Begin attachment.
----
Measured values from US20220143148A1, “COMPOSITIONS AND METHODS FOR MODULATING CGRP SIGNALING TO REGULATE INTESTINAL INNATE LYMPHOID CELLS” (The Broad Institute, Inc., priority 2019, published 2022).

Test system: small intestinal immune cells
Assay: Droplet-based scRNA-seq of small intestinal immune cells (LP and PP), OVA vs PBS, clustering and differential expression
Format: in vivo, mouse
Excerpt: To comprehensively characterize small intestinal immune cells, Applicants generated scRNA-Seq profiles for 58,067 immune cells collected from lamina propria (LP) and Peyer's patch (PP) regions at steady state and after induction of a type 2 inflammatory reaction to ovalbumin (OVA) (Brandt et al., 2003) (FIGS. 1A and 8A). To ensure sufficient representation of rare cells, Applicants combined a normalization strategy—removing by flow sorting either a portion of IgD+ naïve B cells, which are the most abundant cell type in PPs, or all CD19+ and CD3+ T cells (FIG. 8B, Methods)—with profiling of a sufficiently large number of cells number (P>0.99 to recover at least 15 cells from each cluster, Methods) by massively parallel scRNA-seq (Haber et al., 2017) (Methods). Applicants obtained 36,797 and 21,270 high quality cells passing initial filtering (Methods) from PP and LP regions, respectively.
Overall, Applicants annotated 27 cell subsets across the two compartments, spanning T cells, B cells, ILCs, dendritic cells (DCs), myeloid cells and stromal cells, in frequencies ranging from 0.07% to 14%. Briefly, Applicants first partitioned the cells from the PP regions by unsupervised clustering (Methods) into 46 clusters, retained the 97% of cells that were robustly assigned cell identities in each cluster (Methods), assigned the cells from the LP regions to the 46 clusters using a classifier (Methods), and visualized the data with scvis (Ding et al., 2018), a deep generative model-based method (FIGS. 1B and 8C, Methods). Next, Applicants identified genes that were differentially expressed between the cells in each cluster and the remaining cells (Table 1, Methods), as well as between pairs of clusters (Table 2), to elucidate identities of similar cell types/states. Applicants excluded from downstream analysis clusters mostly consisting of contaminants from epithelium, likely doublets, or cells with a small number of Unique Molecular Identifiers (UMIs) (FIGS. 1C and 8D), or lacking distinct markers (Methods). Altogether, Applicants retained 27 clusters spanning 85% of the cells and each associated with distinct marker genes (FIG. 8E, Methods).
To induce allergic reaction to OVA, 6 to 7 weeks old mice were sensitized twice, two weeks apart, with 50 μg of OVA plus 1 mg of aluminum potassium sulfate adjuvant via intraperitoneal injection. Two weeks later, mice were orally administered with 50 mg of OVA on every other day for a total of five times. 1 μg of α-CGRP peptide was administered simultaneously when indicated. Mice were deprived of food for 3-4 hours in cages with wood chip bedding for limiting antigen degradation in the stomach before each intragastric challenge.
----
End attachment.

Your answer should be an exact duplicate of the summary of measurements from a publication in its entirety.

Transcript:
Measured values from US20220143148A1, “COMPOSITIONS AND METHODS FOR MODULATING CGRP SIGNALING TO REGULATE INTESTINAL INNATE LYMPHOID CELLS” (The Broad Institute, Inc., priority 2019, published 2022).

Test system: small intestinal immune cells
Assay: Droplet-based scRNA-seq of small intestinal immune cells (LP and PP), OVA vs PBS, clustering and differential expression
Format: in vivo, mouse
Excerpt: To comprehensively characterize small intestinal immune cells, Applicants generated scRNA-Seq profiles for 58,067 immune cells collected from lamina propria (LP) and Peyer's patch (PP) regions at steady state and after induction of a type 2 inflammatory reaction to ovalbumin (OVA) (Brandt et al., 2003) (FIGS. 1A and 8A). To ensure sufficient representation of rare cells, Applicants combined a normalization strategy—removing by flow sorting either a portion of IgD+ naïve B cells, which are the most abundant cell type in PPs, or all CD19+ and CD3+ T cells (FIG. 8B, Methods)—with profiling of a sufficiently large number of cells number (P>0.99 to recover at least 15 cells from each cluster, Methods) by massively parallel scRNA-seq (Haber et al., 2017) (Methods). Applicants obtained 36,797 and 21,270 high quality cells passing initial filtering (Methods) from PP and LP regions, respectively.
Overall, Applicants annotated 27 cell subsets across the two compartments, spanning T cells, B cells, ILCs, dendritic cells (DCs), myeloid cells and stromal cells, in frequencies ranging from 0.07% to 14%. Briefly, Applicants first partitioned the cells from the PP regions by unsupervised clustering (Methods) into 46 clusters, retained the 97% of cells that were robustly assigned cell identities in each cluster (Methods), assigned the cells from the LP regions to the 46 clusters using a classifier (Methods), and visualized the data with scvis (Ding et al., 2018), a deep generative model-based method (FIGS. 1B and 8C, Methods). Next, Applicants identified genes that were differentially expressed between the cells in each cluster and the remaining cells (Table 1, Methods), as well as between pairs of clusters (Table 2), to elucidate identities of similar cell types/states. Applicants excluded from downstream analysis clusters mostly consisting of contaminants from epithelium, likely doublets, or cells with a small number of Unique Molecular Identifiers (UMIs) (FIGS. 1C and 8D), or lacking distinct markers (Methods). Altogether, Applicants retained 27 clusters spanning 85% of the cells and each associated with distinct marker genes (FIG. 8E, Methods).
To induce allergic reaction to OVA, 6 to 7 weeks old mice were sensitized twice, two weeks apart, with 50 μg of OVA plus 1 mg of aluminum potassium sulfate adjuvant via intraperitoneal injection. Two weeks later, mice were orally administered with 50 mg of OVA on every other day for a total of five times. 1 μg of α-CGRP peptide was administered simultaneously when indicated. Mice were deprived of food for 3-4 hours in cages with wood chip bedding for limiting antigen degradation in the stomach before each intragastric challenge.